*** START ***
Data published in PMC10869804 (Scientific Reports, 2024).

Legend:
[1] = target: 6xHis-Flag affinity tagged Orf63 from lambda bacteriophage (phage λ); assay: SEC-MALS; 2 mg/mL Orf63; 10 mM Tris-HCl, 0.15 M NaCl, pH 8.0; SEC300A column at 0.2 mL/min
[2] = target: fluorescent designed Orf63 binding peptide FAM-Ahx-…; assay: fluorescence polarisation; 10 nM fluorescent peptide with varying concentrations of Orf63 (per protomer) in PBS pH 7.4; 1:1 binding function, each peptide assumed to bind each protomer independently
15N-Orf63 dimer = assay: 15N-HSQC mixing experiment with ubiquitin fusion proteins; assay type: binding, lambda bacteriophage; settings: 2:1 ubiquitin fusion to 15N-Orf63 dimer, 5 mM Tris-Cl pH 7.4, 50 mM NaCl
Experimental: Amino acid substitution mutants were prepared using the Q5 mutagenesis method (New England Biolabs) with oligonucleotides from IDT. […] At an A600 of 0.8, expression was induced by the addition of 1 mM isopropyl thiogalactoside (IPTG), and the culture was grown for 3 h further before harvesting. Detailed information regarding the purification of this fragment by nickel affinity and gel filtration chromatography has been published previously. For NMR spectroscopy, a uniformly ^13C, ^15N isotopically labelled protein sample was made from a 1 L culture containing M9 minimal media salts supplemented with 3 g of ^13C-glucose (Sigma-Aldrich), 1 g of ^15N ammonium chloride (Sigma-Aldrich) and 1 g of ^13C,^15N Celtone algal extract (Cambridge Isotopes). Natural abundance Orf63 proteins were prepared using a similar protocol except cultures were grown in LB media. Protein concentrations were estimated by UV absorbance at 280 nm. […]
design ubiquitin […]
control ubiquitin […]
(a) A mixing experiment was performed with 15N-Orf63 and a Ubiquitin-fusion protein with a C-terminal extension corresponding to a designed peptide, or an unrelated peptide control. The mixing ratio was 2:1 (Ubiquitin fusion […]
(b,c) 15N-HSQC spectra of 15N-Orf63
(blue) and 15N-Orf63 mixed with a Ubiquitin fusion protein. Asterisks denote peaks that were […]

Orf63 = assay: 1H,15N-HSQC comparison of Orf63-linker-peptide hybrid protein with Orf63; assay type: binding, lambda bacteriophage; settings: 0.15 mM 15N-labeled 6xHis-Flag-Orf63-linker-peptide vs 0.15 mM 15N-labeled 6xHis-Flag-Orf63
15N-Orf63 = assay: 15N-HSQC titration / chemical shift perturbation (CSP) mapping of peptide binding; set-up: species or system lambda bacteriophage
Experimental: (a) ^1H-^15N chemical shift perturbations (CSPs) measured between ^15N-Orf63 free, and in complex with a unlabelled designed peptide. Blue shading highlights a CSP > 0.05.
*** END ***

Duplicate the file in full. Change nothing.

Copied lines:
Data published in PMC10869804 (Scientific Reports, 2024).

Legend:
[1] = target: 6xHis-Flag affinity tagged Orf63 from lambda bacteriophage (phage λ); assay: SEC-MALS; 2 mg/mL Orf63; 10 mM Tris-HCl, 0.15 M NaCl, pH 8.0; SEC300A column at 0.2 mL/min
[2] = target: fluorescent designed Orf63 binding peptide FAM-Ahx-…; assay: fluorescence polarisation; 10 nM fluorescent peptide with varying concentrations of Orf63 (per protomer) in PBS pH 7.4; 1:1 binding function, each peptide assumed to bind each protomer independently
15N-Orf63 dimer = assay: 15N-HSQC mixing experiment with ubiquitin fusion proteins; assay type: binding, lambda bacteriophage; settings: 2:1 ubiquitin fusion to 15N-Orf63 dimer, 5 mM Tris-Cl pH 7.4, 50 mM NaCl
Experimental: Amino acid substitution mutants were prepared using the Q5 mutagenesis method (New England Biolabs) with oligonucleotides from IDT. […] At an A600 of 0.8, expression was induced by the addition of 1 mM isopropyl thiogalactoside (IPTG), and the culture was grown for 3 h further before harvesting. Detailed information regarding the purification of this fragment by nickel affinity and gel filtration chromatography has been published previously. For NMR spectroscopy, a uniformly ^13C, ^15N isotopically labelled protein sample was made from a 1 L culture containing M9 minimal media salts supplemented with 3 g of ^13C-glucose (Sigma-Aldrich), 1 g of ^15N ammonium chloride (Sigma-Aldrich) and 1 g of ^13C,^15N Celtone algal extract (Cambridge Isotopes). Natural abundance Orf63 proteins were prepared using a similar protocol except cultures were grown in LB media. Protein concentrations were estimated by UV absorbance at 280 nm. […]
design ubiquitin […]
control ubiquitin […]
(a) A mixing experiment was performed with 15N-Orf63 and a Ubiquitin-fusion protein with a C-terminal extension corresponding to a designed peptide, or an unrelated peptide control. The mixing ratio was 2:1 (Ubiquitin fusion […]
(b,c) 15N-HSQC spectra of 15N-Orf63
(blue) and 15N-Orf63 mixed with a Ubiquitin fusion protein. Asterisks denote peaks that were […]

Orf63 = assay: 1H,15N-HSQC comparison of Orf63-linker-peptide hybrid protein with Orf63; assay type: binding, lambda bacteriophage; settings: 0.15 mM 15N-labeled 6xHis-Flag-Orf63-linker-peptide vs 0.15 mM 15N-labeled 6xHis-Flag-Orf63
15N-Orf63 = assay: 15N-HSQC titration / chemical shift perturbation (CSP) mapping of peptide binding; set-up: species or system lambda bacteriophage
Experimental: (a) ^1H-^15N chemical shift perturbations (CSPs) measured between ^15N-Orf63 free, and in complex with a unlabelled designed peptide. Blue shading highlights a CSP > 0.05.